As Gophers men’s hockey coach Bob Motzko and assistant Garrett Raboin walked into the locker room at the DCU Center on Sunday, they were serenaded with an off-key version of “Happy Birthday” from a collection of players who minutes earlier had delivered them quite now:
The Gophers’ first trip to the NCAA Frozen Four since 2014.
Behind goals by Matthew Knies, Aaron Huglen and Blake McLaughlin and a 24-save shutout from goalie Justen Close, the second-seeded Gophers beat top-seeded Western Michigan 3-0 in the Worcester (Mass.) Regional final on Motzko’s 61st birthday and Raboin’s 37th.
“It’s a perfect birthday present,” Gophers forward Blake McLaughlin said. “Going to Boston, I don’t know if you could ask for much more.”
The Gophers (26-12) will play Minnesota State Mankato in the Frozen Four semifinals at 7:30 pm (Central) on April 7 in Boston. Denver will face Michigan in the other semifinal at 4 pm The national championship game is at 7 pm April 9, and a team from Minnesota is guaranteed to be playing in it.
“We’re not done yet,” Gophers blueliner Brock Faber, who led an outstanding defensive effort with five blocked shots along with an assist, said in an ESPN postgame interview.
Ben Meyers had two assists as the Gophers reached the national semifinals for the 22nd time. Their last Frozen Four appearance was in 2014 in Philadelphia, when they beat North Dakota on Justin Holl’s goal with 0.6 seconds left in the third period before falling 7-4 to Union in the title game.
The Gophers will also try to end a 19-year national championship drought. Motzko was a Minnesota assistant when the team won back-to-back titles in 2002 and ’03.
“This was a really strong weekend for our team,” Motzko said. “We played as tight together in two games as you need to do and you want to do. I couldn’t be more proud of our group.”
Grit and perseverance were themes for the Gophers this weekend, and they followed up their rally from a pair of two-goal deficits to beat defending national champion Massachusetts 4-3 in overtime in the first round by shutting out Western Michigan. The Broncos were averaging 3.63 goals per game, fourth most in the nation.
Knies, named the tournament’s Most Outstanding Player, got the scoring started in the first period a couple of minutes after he limped off the ice after blocking a shot with his right foot. At 10:11, Faber drove down the left wing boards, skated below the goal line and fed a backhanded pass to Knies. The freshman, parked in front of the net, one-timed the puck over goalie Brandon Bussi for a 1-0 Gophers lead.
“He’s a big-time player,” Motzko said of Knies, “and he’s going to keep getting better, too.”
The Gophers dominated territorially in the first period, not allowing a shot on goal for a stretch of 12:23 and outshooting the Broncos 9-4.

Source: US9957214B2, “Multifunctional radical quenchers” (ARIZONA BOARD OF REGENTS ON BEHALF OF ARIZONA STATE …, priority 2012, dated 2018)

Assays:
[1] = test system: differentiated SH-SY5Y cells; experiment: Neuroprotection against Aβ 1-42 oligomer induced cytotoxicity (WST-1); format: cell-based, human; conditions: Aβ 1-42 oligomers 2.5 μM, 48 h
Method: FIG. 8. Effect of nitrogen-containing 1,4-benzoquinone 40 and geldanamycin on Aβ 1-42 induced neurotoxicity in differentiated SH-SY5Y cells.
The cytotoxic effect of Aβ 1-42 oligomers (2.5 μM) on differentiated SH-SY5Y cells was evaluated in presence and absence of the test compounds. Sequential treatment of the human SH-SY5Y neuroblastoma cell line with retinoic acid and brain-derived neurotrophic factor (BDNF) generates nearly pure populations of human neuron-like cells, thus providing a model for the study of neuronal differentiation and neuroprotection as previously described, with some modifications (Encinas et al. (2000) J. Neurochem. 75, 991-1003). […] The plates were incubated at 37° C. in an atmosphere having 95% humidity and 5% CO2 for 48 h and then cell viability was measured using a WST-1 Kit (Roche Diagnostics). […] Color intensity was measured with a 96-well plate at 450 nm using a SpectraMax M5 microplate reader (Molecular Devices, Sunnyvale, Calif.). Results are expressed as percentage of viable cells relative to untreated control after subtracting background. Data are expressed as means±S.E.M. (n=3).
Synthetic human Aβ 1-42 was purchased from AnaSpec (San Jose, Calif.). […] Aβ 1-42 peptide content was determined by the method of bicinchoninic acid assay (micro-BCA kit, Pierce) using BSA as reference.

“They really made it hard on us to create anything clean offensively,” Broncos coach Pat Ferschweiler said. “That’s a credit to them and how hard they compete.”
Western Michigan (26-12-1) came out with much more energy in the second period and appeared to tie it 1-1 at 11:16 on defenseman Ronnie Attard’s rebound goal. An offsides call on video review, however, wiped out the goal, showing that Broncos forward Max Sasson entered the zone before the puck cleared the blue line.
Only 10 seconds into the third period, Western Michigan forward Ethen Frank slashed Faber, and the Gophers made the Broncos pay on the power play. Twenty-three seconds later, Meyers sent a cross-ice pass to Huglen, who one-timed the puck into the open net for a 2-0 lead before Bussi could slide over.
BOXSCORE: Gophers 3, Western Michigan 0
Western Michigan got a power play with 3:32 left in the third when defenseman Matt Staudacher was whistled for hooking. Ferschweiler pulled Bussi for an extra attacker with 2:25 left, but McLaughlin intercepted a pass and pushed a slow-rolling puck into the empty net with 1:57 left for a 3-0 lead.
McLaughlin’s short-handed dagger started the celebration for the Gophers, who impressed their coach with how they’ve handled playoff hockey.
“Our grit and determination — blocking shots and getting back on defense. … Look at the scores yesterday: 1-0 and 2-1,” Motzko said. “You have to earn your way through, and you’re not going to do it by being cute all the time. Our program’s growing in that, for sure.”
All tournament team
Joining Knies on the all-tournament team were Meyers and Western Michigan’s Luke Grainger at forward, the Gophers’ Jackson LaCombe and Attard on defense, and Close in goal.
The Star Tribune did not travel for this event. This article was written using the television broadcast and video interviews before and/or after the event.